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When the Mountains Don't Move

Professor learns hard lessons in the school of prayer.
2005This article is part of CT's digital archives. Subscribers have access to all current and past issues, dating back to 1956.

Journalist Patricia Raybon, a faculty member at the University of Colorado at Boulder, has written articles on family and faith in The New York Times Magazine and Newsweek. But the writing challenge reached a new level when one of her daughters embraced Islam, another became pregnant out of wedlock, and her husband faced life-threatening health issues. So did the spiritual challenge, which Raybon examines in I Told the Mountain to Move (Tyndale, 2005). Stan Guthrie, a CT senior associate editor, spoke with her.

Why did your daughter become a Muslim?

I have two grown daughters. My youngest daughter, Alana, has always been the nonconformist. During high school and in college, she began to question her faith and ended up in the Nation of Islam.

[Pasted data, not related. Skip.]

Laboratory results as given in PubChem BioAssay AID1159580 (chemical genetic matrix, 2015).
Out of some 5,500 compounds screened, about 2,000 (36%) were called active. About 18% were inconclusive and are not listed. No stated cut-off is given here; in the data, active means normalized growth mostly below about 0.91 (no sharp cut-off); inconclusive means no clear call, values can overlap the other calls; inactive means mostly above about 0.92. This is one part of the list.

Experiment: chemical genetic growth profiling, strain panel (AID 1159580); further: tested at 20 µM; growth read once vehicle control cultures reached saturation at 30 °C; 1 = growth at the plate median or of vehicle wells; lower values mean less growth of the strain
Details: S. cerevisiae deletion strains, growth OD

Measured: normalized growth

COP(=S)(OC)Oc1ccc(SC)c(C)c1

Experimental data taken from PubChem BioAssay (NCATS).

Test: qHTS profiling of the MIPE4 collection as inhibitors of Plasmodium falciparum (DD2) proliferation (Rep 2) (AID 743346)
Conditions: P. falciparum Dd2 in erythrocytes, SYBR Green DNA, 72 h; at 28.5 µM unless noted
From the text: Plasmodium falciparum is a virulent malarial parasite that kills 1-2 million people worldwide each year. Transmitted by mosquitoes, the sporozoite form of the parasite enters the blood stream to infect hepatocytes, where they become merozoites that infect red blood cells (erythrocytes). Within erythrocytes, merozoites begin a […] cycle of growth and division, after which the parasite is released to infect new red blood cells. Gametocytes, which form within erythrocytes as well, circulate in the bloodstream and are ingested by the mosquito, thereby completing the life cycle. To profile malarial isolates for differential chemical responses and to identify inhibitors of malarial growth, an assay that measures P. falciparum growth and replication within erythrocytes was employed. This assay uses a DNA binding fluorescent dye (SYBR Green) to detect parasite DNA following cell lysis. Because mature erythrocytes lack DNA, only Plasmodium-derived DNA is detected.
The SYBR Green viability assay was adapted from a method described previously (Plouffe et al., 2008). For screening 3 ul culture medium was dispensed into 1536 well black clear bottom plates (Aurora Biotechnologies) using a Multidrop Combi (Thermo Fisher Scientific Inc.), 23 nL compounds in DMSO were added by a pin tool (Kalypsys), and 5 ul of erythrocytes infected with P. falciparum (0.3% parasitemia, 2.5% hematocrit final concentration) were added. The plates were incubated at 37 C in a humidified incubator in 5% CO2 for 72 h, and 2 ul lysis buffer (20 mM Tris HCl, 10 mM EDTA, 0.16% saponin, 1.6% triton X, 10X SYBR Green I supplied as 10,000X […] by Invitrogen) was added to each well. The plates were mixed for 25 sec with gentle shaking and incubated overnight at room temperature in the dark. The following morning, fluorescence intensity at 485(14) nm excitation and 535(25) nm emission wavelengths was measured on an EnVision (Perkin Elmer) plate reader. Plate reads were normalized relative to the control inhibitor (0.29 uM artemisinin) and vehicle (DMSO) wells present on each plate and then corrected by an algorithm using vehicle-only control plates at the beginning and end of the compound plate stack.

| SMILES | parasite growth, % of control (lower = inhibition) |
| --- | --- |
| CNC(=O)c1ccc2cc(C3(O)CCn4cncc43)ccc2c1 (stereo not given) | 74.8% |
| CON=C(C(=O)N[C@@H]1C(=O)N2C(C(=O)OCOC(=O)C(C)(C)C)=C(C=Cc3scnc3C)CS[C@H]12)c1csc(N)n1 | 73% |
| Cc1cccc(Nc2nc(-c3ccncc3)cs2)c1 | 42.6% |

Later in college, Alana encountered friends who happened to be from the Middle East. They criticized the Nation of Islam as not valid, and she left it. The next thing I knew, she was declaring Islam to be her faith. It was an intense crossroads for me. But as I prayed, I felt God was saying to me, "Trust me and love her." That was a key starting point.

What kind of Christian home did you have?

I grew up in a strict home. For us, that meant going to church every Sunday. For my girls, that meant youth activities, choir, that whole profile. Clearly, I wasn't introducing my children to Jesus. Once you know him, you don't walk away from him. What I introduced them to was institutional church, to organized activities under the roof of a church.

Whatever I did, I thought I was doing the right thing. It did not turn out that way.

There are no guarantees for anyone.

But even more riveting to me was that my prayers didn't move these mountains. I thought, I'm a good Christian, but my household life doesn't ...

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